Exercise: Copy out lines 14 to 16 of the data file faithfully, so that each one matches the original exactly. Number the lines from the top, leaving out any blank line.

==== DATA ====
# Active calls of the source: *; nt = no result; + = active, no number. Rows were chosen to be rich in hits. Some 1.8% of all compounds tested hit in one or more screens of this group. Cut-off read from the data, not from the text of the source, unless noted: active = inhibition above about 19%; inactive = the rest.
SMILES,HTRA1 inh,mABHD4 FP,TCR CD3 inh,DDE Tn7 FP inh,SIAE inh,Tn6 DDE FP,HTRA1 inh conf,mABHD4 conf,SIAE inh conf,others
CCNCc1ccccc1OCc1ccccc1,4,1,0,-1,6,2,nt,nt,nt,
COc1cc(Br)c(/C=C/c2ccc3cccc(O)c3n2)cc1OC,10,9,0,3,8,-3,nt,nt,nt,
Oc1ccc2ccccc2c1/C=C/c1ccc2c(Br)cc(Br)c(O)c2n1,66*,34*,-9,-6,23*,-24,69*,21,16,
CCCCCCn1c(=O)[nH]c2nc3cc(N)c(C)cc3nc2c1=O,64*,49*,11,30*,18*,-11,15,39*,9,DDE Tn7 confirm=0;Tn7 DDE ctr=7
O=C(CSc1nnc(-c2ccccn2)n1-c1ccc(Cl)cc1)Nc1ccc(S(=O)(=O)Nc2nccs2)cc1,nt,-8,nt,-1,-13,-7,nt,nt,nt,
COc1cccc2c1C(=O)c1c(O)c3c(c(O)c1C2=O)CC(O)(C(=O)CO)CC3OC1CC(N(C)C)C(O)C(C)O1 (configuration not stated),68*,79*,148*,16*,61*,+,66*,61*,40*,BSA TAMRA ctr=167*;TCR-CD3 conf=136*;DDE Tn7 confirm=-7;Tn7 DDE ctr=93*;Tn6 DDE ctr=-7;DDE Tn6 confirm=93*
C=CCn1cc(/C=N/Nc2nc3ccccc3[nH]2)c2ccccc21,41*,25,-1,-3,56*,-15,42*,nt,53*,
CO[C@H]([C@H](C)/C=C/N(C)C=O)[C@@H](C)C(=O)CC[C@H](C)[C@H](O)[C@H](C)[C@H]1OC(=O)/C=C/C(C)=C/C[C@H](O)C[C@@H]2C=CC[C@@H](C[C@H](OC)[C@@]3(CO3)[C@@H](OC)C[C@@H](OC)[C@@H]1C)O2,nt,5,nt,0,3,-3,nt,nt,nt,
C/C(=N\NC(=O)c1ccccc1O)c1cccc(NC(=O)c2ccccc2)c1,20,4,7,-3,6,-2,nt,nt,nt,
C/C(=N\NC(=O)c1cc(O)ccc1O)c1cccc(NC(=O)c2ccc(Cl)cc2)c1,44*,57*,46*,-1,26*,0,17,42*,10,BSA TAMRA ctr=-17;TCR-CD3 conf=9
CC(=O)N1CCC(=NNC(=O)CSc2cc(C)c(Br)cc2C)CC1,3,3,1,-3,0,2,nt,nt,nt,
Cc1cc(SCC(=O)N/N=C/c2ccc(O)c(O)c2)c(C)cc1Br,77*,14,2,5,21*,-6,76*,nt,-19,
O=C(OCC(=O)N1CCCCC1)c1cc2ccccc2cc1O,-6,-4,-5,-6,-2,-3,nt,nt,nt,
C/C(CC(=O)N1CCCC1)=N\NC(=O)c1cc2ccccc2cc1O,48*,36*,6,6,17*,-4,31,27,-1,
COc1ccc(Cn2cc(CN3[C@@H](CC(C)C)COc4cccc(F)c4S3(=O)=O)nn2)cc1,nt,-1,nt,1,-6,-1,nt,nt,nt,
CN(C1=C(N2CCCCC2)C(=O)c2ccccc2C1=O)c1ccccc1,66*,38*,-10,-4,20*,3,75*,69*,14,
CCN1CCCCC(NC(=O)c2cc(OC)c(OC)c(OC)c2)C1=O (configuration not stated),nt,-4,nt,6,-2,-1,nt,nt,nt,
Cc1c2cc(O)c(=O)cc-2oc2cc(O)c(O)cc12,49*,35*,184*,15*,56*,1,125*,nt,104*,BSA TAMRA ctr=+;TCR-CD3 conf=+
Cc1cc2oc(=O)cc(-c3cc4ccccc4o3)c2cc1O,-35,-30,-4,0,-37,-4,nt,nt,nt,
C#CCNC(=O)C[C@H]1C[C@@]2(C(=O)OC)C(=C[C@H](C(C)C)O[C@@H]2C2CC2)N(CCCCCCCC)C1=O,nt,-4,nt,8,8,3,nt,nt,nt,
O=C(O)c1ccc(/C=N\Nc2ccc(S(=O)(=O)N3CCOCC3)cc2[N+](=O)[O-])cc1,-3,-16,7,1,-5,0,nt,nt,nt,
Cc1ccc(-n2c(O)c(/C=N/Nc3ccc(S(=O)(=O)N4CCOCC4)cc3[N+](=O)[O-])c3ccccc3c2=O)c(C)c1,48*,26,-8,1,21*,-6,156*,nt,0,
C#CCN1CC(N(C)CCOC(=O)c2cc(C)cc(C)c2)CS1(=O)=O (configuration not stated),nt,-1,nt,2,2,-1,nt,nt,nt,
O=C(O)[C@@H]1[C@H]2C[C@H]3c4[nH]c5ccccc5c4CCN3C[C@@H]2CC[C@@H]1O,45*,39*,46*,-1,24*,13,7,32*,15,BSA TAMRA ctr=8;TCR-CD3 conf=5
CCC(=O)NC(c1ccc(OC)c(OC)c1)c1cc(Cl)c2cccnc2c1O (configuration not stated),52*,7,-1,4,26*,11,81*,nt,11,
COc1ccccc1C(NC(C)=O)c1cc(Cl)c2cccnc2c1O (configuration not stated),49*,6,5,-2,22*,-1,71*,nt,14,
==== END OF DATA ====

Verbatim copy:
Cc1cc(SCC(=O)N/N=C/c2ccc(O)c(O)c2)c(C)cc1Br,77*,14,2,5,21*,-6,76*,nt,-19,
O=C(OCC(=O)N1CCCCC1)c1cc2ccccc2cc1O,-6,-4,-5,-6,-2,-3,nt,nt,nt,
C/C(CC(=O)N1CCCC1)=N\NC(=O)c1cc2ccccc2cc1O,48*,36*,6,6,17*,-4,31,27,-1,